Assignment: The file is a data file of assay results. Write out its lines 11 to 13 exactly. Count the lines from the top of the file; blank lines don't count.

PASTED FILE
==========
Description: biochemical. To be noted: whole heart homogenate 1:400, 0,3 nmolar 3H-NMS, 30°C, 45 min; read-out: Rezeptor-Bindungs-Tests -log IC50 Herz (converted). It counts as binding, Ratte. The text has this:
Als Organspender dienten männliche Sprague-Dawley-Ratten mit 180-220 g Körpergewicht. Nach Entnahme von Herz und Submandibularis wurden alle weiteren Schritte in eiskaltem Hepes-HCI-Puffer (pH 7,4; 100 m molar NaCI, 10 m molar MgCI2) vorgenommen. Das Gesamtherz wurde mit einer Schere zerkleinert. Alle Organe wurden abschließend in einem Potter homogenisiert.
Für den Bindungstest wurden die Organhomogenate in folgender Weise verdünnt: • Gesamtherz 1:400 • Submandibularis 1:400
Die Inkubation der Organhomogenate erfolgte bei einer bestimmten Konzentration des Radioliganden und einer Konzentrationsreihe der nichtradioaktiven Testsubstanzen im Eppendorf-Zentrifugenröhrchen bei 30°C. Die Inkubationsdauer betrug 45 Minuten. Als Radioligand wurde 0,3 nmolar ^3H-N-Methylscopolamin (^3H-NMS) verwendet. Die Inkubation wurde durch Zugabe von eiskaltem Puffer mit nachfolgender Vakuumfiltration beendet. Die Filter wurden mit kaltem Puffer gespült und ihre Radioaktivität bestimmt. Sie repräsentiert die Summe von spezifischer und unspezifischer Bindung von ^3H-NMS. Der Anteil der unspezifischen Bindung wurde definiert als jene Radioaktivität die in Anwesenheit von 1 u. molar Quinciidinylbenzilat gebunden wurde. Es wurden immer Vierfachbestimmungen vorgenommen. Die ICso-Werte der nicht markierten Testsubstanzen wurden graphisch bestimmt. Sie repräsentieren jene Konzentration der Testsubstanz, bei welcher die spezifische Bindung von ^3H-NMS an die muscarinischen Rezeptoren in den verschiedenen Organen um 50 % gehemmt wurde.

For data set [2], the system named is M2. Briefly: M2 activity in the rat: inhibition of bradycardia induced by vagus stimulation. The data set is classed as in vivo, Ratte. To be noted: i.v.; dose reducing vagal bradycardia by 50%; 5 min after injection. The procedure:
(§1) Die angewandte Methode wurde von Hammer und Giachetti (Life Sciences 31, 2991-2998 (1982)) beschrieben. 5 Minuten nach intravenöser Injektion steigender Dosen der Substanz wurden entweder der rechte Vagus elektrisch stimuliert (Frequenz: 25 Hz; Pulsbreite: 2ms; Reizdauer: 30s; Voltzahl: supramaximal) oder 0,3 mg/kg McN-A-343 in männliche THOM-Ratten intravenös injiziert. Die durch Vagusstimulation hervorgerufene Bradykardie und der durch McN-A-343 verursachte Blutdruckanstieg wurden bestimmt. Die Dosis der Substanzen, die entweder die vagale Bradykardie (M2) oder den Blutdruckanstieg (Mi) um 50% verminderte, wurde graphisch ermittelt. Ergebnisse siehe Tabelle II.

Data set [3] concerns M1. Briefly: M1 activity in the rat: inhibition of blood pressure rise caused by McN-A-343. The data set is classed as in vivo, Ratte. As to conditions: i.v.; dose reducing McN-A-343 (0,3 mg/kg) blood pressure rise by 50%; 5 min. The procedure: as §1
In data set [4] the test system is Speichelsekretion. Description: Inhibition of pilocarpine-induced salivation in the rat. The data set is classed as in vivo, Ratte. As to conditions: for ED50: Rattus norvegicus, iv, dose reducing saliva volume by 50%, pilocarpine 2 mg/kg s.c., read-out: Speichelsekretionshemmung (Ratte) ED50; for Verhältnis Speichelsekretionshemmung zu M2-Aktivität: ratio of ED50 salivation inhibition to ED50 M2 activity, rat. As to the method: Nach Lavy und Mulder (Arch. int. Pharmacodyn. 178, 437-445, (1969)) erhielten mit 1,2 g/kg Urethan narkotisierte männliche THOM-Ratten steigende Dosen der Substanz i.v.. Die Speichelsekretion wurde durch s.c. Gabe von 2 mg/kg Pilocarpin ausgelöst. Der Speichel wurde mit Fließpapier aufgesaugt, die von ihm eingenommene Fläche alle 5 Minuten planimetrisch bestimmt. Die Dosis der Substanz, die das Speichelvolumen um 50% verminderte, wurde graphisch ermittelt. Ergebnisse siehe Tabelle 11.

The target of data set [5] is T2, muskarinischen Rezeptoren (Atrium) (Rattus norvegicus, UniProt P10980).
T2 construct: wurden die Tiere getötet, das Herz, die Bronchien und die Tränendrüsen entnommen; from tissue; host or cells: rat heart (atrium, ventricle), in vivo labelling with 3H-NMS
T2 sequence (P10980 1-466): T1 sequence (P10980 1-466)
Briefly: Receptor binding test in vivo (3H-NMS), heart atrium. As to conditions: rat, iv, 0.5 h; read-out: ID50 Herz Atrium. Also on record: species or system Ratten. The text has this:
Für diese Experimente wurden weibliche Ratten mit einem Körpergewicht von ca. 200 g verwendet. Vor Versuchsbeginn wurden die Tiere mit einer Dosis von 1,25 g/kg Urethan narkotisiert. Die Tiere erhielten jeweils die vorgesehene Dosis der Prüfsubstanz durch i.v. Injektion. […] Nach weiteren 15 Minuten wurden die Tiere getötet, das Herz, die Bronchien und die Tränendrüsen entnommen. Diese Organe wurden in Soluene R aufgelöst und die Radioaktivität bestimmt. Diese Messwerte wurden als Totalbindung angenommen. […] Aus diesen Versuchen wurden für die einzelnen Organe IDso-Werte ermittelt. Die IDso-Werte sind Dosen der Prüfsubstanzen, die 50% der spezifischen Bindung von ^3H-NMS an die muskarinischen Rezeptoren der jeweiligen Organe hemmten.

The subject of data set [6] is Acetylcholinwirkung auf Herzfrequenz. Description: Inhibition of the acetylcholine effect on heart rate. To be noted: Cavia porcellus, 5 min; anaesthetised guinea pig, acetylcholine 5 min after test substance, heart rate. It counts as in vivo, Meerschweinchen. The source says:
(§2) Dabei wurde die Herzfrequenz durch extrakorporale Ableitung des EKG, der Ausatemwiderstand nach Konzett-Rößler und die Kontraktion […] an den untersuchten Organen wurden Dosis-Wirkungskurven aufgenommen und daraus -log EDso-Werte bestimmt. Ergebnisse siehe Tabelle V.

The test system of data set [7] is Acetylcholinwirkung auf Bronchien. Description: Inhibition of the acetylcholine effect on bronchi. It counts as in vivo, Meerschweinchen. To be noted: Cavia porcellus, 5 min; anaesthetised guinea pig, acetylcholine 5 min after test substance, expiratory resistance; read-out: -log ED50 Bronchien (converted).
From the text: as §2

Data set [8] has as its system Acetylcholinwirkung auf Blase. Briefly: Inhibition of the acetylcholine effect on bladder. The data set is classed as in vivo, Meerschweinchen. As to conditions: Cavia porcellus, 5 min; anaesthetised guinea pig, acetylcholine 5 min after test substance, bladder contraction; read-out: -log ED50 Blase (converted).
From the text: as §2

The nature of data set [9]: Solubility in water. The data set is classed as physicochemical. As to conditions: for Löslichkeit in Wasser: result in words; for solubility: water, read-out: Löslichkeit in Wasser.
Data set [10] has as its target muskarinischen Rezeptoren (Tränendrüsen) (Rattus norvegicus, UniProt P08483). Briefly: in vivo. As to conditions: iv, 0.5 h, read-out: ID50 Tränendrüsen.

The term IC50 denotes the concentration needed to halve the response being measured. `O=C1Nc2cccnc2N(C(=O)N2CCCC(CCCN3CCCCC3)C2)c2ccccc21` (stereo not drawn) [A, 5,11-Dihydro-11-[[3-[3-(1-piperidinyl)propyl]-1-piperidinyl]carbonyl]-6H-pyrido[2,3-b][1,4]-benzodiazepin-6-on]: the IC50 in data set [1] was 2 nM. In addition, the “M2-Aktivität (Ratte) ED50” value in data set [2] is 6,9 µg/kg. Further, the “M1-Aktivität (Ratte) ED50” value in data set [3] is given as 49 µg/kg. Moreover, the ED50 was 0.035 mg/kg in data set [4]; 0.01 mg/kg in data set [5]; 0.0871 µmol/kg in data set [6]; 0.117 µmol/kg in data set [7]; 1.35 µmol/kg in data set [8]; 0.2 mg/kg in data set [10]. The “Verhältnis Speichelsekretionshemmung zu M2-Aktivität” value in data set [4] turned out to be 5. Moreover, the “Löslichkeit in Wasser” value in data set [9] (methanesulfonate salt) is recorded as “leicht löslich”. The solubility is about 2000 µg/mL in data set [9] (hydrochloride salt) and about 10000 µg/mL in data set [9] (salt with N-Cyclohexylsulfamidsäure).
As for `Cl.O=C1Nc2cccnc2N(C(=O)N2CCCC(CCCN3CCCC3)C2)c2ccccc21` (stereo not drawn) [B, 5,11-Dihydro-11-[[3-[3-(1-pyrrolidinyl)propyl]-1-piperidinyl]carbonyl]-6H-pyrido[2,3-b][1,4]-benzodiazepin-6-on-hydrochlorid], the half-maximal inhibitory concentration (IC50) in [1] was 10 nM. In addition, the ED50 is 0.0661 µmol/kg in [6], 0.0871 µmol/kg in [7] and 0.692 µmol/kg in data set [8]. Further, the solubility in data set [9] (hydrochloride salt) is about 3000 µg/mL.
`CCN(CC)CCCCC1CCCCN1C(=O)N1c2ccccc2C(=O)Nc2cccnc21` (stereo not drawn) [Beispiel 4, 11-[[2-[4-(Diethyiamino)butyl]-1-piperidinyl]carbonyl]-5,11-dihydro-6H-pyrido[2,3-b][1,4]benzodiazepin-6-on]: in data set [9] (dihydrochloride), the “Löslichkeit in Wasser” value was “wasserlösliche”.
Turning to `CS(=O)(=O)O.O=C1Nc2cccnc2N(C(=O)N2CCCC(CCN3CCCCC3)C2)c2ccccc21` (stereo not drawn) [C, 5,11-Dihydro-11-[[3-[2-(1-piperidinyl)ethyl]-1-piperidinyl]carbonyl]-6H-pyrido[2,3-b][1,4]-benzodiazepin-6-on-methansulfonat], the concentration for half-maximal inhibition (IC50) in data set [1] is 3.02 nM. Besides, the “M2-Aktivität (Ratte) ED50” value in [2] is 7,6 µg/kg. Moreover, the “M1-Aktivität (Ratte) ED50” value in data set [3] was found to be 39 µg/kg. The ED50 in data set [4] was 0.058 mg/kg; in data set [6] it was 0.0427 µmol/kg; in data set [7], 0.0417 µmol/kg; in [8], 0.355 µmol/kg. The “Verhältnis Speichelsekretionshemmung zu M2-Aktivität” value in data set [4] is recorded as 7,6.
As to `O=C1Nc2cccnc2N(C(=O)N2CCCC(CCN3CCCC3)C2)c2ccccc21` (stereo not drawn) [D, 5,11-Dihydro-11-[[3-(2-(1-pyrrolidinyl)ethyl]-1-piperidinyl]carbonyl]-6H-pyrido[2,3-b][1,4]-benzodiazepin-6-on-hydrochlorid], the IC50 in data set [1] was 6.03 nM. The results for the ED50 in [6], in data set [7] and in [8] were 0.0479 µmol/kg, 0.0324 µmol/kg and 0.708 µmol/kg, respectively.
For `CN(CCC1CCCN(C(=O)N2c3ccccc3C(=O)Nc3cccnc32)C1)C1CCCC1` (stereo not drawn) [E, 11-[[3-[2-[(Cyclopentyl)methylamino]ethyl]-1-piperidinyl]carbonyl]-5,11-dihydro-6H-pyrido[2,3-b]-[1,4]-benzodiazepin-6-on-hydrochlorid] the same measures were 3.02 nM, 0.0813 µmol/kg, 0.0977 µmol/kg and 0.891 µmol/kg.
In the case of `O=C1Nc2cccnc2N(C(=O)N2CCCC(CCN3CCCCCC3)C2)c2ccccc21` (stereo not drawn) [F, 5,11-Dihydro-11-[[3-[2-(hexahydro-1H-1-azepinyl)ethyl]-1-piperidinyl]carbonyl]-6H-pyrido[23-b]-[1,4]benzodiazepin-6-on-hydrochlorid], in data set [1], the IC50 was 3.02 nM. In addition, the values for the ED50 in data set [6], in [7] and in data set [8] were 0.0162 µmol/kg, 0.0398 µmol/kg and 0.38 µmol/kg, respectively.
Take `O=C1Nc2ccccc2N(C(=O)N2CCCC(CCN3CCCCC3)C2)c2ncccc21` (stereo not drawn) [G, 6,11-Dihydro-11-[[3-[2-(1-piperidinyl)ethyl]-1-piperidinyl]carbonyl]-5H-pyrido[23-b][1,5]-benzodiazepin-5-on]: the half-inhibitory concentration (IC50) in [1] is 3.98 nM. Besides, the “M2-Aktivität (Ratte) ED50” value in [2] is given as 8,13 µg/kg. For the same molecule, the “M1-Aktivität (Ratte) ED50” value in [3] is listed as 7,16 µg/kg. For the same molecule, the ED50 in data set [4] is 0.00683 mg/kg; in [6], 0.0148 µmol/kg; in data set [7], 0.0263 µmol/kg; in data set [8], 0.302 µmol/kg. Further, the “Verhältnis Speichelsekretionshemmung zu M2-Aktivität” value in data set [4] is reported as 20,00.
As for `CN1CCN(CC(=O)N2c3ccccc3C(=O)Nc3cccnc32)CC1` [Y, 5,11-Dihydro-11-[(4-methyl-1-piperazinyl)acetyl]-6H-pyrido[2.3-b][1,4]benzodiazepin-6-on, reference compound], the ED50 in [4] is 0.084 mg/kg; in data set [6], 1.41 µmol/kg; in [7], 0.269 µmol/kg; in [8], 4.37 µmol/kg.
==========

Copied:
T2 sequence (P10980 1-466): T1 sequence (P10980 1-466)
Briefly: Receptor binding test in vivo (3H-NMS), heart atrium. As to conditions: rat, iv, 0.5 h; read-out: ID50 Herz Atrium. Also on record: species or system Ratten. The text has this:
Für diese Experimente wurden weibliche Ratten mit einem Körpergewicht von ca. 200 g verwendet. Vor Versuchsbeginn wurden die Tiere mit einer Dosis von 1,25 g/kg Urethan narkotisiert. Die Tiere erhielten jeweils die vorgesehene Dosis der Prüfsubstanz durch i.v. Injektion. […] Nach weiteren 15 Minuten wurden die Tiere getötet, das Herz, die Bronchien und die Tränendrüsen entnommen. Diese Organe wurden in Soluene R aufgelöst und die Radioaktivität bestimmt. Diese Messwerte wurden als Totalbindung angenommen. […] Aus diesen Versuchen wurden für die einzelnen Organe IDso-Werte ermittelt. Die IDso-Werte sind Dosen der Prüfsubstanzen, die 50% der spezifischen Bindung von ^3H-NMS an die muskarinischen Rezeptoren der jeweiligen Organe hemmten.